Let's just say that you wouldn't even be able to measure a difference between before starting the for-loop and after finishing the for-loop, meaning the entire loop would be unrolled without the timer going up at all, let alone measure the difference between the if/else branch stuff we discussed above within a single loop iteration.
That said... if you are performing a lot of complex actions on a lot of objects then you'll measure the impact of a loop. For example in one of my scripts I'm iterating through the entire prisoner list to count all prisoners per security level... in a 700+ prisoner test prison that thing is producing a small difference of about 0.015 seconds between before and after the for-loop, barely less than 1 frame if you are running at 60fps.
By the way... getting all the prisoners in the entire map using GetNearbyObjects takes for 700+ prisoners about 0.35-0.5 seconds (it always seems to vary some bit). So that's actually noticable by a human being because it causes a serious hitch
Well now you can also play around with the dev tools
murgh wrote:Well now you can also play around with the dev tools
Yeah, but I probably won't because the new update basically f'd up all of my prisons somehow and that's what has been bumming me out for the last 2-3 hours already, which is why I will leave the game be for a while because if I'm mad nothing good comes out of it and I don't want to wreck my computer just because I'm mad about a game.
The issue is completely unrelated to modding though:
In almost every prison I load with the new update it doesn't take long for the prisoners to start a prison-wide riot and I can't exactly tell why since the game as always tells you jack sh*t about why certain things happen, but I suspect it's the damn Gang Leaders causing the gangs to freak out whenever they receive punishment, especially the Extremely Volatile Gang Leaders. Probably due to the Gang having chosen new Gang Leaders since that has been bugged out in U7 so I didn't receive any new ones. And for some reason they all chose to have the Legendary Extremely Volatile Gang Members as their new leaders.
It's that kind of things that are really impossible to deal with in this game... how is one to deal with an Extremely Volatile Gang Leader... they freak out whenever they feel like it, which you can nothing do about because that's happening on a timer even if all of their needs are satisfied, and when they receive punishment (which is beyond my control either) then at least 50 gang members will jump at the throats of everyone, Guards, Staff, other Gangs and Prisoners (which don't even need to be in the same block because the instigator trait seems to be like an AoE projecting through walls) and then the other instigators of other security levels will jump in as well and voila prison wide riot with 20+ deaths at least and you can't do anything about it.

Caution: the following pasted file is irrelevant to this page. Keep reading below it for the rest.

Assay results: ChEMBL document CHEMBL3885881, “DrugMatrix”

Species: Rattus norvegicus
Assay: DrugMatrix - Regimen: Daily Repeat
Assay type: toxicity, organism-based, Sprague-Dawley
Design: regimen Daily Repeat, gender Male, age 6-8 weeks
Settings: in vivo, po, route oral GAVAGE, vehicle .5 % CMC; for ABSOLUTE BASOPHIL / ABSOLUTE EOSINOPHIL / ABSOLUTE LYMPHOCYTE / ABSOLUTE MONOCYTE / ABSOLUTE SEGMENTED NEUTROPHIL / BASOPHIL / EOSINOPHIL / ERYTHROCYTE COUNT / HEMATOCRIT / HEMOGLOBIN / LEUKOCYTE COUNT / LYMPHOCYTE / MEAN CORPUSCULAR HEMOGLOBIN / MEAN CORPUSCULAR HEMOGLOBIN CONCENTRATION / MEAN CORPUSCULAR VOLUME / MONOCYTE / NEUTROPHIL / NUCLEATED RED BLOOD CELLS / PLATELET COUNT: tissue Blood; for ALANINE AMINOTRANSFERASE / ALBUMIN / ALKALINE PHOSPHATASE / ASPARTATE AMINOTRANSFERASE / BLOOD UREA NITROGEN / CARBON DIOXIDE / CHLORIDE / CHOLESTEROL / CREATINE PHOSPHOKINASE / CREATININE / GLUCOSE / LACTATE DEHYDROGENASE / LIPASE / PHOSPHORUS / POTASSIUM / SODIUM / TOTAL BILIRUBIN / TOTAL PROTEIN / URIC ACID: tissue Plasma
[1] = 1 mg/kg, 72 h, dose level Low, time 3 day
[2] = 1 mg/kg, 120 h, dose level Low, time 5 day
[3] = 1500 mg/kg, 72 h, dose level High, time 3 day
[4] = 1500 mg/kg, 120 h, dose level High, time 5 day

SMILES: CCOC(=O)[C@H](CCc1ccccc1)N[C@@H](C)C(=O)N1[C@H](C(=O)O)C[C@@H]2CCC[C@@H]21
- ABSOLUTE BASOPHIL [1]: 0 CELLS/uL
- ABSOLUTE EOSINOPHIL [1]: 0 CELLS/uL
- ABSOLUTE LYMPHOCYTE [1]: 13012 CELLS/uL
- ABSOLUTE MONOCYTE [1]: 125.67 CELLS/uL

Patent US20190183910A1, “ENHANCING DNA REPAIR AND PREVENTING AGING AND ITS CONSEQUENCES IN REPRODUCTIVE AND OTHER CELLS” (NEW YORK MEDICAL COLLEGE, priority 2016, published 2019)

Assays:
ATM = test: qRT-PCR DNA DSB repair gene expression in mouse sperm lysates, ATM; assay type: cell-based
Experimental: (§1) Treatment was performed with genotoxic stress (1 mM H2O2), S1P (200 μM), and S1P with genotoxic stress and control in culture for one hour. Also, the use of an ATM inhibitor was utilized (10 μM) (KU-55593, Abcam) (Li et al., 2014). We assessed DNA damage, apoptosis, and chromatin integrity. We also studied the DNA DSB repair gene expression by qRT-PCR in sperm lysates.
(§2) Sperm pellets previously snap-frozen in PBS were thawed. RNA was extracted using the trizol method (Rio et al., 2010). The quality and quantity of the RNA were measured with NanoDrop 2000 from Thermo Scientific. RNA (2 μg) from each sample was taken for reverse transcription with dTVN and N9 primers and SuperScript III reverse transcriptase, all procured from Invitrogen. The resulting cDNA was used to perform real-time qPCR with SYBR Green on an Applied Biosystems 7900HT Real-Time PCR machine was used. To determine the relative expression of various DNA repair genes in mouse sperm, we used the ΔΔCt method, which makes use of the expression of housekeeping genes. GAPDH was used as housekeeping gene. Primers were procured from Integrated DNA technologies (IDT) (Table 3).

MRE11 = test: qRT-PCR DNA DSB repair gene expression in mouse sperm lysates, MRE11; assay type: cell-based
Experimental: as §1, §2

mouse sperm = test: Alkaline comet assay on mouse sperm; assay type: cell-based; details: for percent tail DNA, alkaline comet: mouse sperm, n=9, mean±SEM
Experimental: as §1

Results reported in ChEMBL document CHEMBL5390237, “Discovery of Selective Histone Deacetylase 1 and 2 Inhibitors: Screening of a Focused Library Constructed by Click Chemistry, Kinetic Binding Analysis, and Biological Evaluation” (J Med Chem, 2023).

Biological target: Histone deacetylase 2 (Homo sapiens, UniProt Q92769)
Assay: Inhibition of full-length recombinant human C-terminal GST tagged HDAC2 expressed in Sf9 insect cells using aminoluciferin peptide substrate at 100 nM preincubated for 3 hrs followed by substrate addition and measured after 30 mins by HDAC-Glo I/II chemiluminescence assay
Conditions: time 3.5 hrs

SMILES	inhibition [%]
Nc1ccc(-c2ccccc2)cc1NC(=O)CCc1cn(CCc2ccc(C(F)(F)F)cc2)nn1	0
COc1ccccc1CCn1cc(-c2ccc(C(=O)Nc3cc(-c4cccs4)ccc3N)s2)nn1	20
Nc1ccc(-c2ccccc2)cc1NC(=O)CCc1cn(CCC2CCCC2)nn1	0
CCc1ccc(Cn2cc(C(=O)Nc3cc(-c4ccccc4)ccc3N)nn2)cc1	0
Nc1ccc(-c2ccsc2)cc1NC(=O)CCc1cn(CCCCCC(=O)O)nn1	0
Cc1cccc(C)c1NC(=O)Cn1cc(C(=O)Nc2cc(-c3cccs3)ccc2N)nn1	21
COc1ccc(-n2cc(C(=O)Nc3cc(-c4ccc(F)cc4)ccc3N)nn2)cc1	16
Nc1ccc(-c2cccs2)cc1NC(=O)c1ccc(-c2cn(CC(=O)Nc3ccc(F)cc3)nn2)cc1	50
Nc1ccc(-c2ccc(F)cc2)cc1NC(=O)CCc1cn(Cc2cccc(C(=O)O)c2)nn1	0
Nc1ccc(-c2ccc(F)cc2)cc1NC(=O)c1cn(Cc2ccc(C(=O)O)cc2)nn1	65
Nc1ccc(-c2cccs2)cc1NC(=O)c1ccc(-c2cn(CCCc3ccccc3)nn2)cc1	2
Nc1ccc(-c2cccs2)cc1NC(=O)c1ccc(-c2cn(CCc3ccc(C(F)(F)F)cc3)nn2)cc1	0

The combination of Legendary Extremely Volatile and Gang Member leading to Gang Leaders with Extremely Volatile rep should be banished from the game because there's literally no game mechanic in the game that can counteract the effect, meaning if they go on a rampage then you can't avoid riots and multiple deaths at all. With that in mind you can never activate failure conditions because you'll get sacked for things that are way beyond your control.
It's either that or the gangs shouldn't go all haywire just because the gang leader is receiving temporary punishment. They should only get angry if you put the leader on permanent punishment.
Whatever... I'm just mad that there is no practical solution to this. The game is throwing a challenge at you that can't be mastered. That's like if Super Mario Bros would have a gap that is too wide to be jumped over by Mario but it would be the only meaningful way to proceed in the level, the alternative being stuck in a place with infinitely respawning hammer brothers for all eternity until you give up because you can't win anyways. It would be cruel to do that but that's what Prison Architect does with Extremely Volatile Gang Leaders.
I don't even feel like going to Mantis and report the issue because I already know what the response to that is going to be like... "That's the challenge, just get better at the game" ... as if I wouldn't have at least 1000 hours of knowledge about the game already to realize that there is currently no solution to the problem.